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Expert predictions for software developments in 2017
Tue, 17th Jan 2017
FYI, this story is more than a year old

Already we've passed mid-January and no doubt the bulk of peoples' new year resolutions have petered out by now.

However, what do we have in store for the rest of 2017 - in particular, the software community? We received expert comment from Burke Holland, director of Developer Relations at Progress to gain some expert insights into what we have got ahead.

Continued growth of JavaScript and the rise of TypeScript

According to Holland, with JavaScript (JS) now running as server-side code and driving iOS and Android apps, it is hard to find a software system that it hasn't influenced.

“JavaScript is gaining prevalence among large enterprise organisations thanks to Node.js and Microsoft's TypeScript,” Holland says. “In recent years, Node has made strides to make a more stable offering for larger businesses, as well as incorporating enterprise-friendly features like long-term support plans. In 2017, we will see JavaScript – and Node specifically – start to eat into traditional C# and Java use cases for companies.

Visual design tools will make a comeback

Development tools are going to be more accessible to everyone. Holland asserts that in the 80s and 90s, nany non-developers could perform developer functions to a degree as they could drag and drop their way to desktop applications visually via WinForms.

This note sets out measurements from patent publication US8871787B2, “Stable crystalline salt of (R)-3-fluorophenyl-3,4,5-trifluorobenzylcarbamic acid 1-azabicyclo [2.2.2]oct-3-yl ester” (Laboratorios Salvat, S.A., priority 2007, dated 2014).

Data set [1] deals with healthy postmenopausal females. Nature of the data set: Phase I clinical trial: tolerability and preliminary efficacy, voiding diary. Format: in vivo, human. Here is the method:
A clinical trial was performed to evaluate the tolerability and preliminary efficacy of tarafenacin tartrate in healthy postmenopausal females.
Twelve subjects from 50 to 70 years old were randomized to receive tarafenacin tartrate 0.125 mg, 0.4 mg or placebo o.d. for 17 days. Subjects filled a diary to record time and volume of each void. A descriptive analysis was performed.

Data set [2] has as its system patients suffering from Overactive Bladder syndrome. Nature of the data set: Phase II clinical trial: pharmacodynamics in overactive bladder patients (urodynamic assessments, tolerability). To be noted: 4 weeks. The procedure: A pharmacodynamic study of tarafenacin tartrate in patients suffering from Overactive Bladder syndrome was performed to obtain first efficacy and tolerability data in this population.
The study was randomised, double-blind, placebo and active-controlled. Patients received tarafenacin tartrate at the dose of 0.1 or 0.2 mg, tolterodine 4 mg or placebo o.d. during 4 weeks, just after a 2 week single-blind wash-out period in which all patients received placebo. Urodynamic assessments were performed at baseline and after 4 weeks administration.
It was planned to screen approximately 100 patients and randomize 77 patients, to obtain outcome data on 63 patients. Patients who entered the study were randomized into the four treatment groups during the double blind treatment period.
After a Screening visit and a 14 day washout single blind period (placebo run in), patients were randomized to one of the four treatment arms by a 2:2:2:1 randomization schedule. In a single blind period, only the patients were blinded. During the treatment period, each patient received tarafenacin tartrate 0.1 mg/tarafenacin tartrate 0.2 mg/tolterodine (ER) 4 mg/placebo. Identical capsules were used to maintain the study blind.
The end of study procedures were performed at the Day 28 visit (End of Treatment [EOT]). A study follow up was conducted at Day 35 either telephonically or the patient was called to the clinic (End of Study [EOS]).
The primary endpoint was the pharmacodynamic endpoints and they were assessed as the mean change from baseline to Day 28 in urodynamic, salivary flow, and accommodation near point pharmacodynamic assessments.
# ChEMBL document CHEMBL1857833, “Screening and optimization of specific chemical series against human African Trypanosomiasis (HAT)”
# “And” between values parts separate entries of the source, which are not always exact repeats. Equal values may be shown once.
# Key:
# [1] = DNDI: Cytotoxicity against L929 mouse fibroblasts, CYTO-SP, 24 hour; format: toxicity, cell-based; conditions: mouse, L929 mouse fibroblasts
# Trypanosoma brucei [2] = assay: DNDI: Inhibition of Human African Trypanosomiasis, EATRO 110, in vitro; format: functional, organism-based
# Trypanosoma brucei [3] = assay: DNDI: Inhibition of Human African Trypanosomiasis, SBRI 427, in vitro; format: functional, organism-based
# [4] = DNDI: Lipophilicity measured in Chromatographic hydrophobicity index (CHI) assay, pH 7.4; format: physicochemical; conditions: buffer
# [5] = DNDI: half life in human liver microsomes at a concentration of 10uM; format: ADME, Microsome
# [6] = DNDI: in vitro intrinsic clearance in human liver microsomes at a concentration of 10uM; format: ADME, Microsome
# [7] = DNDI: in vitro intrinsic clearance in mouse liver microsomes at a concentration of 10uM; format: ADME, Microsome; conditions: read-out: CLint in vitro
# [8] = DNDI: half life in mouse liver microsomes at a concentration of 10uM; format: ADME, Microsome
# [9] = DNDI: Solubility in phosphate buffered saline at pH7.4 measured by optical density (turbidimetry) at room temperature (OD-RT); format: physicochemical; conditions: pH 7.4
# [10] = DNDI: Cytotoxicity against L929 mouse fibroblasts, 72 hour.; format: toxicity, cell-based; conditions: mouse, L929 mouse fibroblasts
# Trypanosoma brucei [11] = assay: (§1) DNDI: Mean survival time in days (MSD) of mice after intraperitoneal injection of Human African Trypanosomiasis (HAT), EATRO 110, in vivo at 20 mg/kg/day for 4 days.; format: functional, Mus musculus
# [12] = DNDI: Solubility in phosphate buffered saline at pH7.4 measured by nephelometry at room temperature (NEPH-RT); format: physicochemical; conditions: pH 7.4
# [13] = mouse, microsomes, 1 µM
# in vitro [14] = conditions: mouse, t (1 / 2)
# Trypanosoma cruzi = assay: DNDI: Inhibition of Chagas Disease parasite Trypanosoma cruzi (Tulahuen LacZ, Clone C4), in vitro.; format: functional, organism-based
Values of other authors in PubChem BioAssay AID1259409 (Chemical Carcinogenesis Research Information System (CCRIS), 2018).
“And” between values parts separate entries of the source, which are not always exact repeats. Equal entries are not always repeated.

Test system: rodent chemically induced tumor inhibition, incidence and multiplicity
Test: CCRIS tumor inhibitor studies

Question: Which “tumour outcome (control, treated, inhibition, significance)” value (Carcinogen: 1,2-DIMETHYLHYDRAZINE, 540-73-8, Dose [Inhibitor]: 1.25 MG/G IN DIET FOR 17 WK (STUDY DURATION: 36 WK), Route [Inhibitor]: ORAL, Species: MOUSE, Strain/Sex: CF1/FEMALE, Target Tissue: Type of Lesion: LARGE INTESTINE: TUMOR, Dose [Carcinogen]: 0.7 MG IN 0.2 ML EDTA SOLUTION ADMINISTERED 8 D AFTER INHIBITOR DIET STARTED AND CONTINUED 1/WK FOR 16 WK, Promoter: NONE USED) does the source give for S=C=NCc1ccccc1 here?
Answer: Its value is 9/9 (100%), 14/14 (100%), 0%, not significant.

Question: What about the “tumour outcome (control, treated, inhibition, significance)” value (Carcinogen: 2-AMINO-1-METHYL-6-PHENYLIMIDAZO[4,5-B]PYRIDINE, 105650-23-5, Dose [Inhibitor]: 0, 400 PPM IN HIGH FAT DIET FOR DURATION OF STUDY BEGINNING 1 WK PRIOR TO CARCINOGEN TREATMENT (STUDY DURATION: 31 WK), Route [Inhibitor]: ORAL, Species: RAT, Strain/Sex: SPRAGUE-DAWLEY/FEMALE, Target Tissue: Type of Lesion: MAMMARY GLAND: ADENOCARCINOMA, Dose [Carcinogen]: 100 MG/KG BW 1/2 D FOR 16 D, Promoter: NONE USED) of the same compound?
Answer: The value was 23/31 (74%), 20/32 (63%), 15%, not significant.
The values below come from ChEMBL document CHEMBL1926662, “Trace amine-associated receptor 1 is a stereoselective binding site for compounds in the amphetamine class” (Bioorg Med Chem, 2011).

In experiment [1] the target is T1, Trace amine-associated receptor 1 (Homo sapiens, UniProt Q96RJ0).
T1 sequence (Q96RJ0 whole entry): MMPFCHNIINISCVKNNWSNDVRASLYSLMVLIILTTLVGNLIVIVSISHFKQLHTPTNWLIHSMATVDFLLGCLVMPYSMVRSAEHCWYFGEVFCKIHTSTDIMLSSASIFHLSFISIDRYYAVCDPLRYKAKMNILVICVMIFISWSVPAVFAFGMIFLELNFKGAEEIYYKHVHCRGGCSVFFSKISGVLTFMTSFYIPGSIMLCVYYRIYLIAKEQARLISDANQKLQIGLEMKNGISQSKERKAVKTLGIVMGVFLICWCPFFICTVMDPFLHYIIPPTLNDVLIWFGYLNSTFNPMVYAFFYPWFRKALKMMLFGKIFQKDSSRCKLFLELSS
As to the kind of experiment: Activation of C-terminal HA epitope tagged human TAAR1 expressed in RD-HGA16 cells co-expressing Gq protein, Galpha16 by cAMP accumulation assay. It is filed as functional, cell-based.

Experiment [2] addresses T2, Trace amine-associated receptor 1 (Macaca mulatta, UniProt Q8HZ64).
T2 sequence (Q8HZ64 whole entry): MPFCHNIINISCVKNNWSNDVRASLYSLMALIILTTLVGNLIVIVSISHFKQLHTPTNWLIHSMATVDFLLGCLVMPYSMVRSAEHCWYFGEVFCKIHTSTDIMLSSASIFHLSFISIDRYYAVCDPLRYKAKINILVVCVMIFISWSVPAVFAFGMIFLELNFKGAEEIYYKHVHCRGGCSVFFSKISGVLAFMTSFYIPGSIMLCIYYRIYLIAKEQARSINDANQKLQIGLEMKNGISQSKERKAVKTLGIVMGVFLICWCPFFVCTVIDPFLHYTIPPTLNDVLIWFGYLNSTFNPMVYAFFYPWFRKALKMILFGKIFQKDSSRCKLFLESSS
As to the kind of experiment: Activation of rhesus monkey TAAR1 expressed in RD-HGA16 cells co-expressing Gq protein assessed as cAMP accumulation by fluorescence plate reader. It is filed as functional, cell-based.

“Since that time, the web and the cloud have made development complex and decentralised, edging out anyone who is not an expert developer,” Holland says. “In the coming year, we will see a convergence on tools like WinForms in which enterprise developers can visually assemble large parts of their application – ultimately making development more accessible for all developers.

Rise of the throwaway apps

This term refers to the practice of enterprises building an app to solve a problem and then never revisiting or using it again.

“This can become prohibitively expensive and inefficient, not to mention a lengthy process,” Holland says. “However new technology available enables developers to build an app more effectively, therefore making the throwaway app a more reasonable practice.

Web components are still a long way off

Holland affirms that unfortunately, 2017 will not bring us any closer to a fully supported web components standard.

“There continue to be difficulties with performance, specifically regarding Shadow DOM,” Holland says.

Holland acknowledges that while Apple implemented Shadow DOM in Safari, the feature has always been there and opening the API was more of a convenient gesture than a nod towards support of the standard.

“While developers and browser vendors alike acknowledge the need for native support for components, libraries such as React and Angular have filled the gap and provide much more to developers in the way of application features than just a component model,” Holland says. “Both Angular and React will continue to gain adoption and will be the developers “web component” solution for the foreseeable future.

So there you have it – while your resolutions may not have lasted the distance, we will have to wait 12 months to see if these predictions hold true.